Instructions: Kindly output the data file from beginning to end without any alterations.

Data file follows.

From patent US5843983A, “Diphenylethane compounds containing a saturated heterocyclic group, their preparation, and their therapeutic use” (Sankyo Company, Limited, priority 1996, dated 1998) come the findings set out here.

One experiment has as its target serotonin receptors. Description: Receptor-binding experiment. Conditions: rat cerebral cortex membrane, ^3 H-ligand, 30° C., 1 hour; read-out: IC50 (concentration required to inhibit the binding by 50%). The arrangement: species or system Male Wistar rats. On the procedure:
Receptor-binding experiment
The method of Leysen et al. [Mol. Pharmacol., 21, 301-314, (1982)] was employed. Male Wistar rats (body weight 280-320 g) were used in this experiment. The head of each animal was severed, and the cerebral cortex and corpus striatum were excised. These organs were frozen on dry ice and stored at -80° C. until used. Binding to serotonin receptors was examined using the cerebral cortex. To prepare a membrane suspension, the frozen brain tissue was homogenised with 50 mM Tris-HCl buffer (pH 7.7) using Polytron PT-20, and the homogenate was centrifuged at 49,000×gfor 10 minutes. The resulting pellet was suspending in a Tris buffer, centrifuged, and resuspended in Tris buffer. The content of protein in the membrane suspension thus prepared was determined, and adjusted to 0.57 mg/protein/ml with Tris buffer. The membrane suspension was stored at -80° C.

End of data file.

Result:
From patent US5843983A, “Diphenylethane compounds containing a saturated heterocyclic group, their preparation, and their therapeutic use” (Sankyo Company, Limited, priority 1996, dated 1998) come the findings set out here.

One experiment has as its target serotonin receptors. Description: Receptor-binding experiment. Conditions: rat cerebral cortex membrane, ^3 H-ligand, 30° C., 1 hour; read-out: IC50 (concentration required to inhibit the binding by 50%). The arrangement: species or system Male Wistar rats. On the procedure:
Receptor-binding experiment
The method of Leysen et al. [Mol. Pharmacol., 21, 301-314, (1982)] was employed. Male Wistar rats (body weight 280-320 g) were used in this experiment. The head of each animal was severed, and the cerebral cortex and corpus striatum were excised. These organs were frozen on dry ice and stored at -80° C. until used. Binding to serotonin receptors was examined using the cerebral cortex. To prepare a membrane suspension, the frozen brain tissue was homogenised with 50 mM Tris-HCl buffer (pH 7.7) using Polytron PT-20, and the homogenate was centrifuged at 49,000×gfor 10 minutes. The resulting pellet was suspending in a Tris buffer, centrifuged, and resuspended in Tris buffer. The content of protein in the membrane suspension thus prepared was determined, and adjusted to 0.57 mg/protein/ml with Tris buffer. The membrane suspension was stored at -80° C.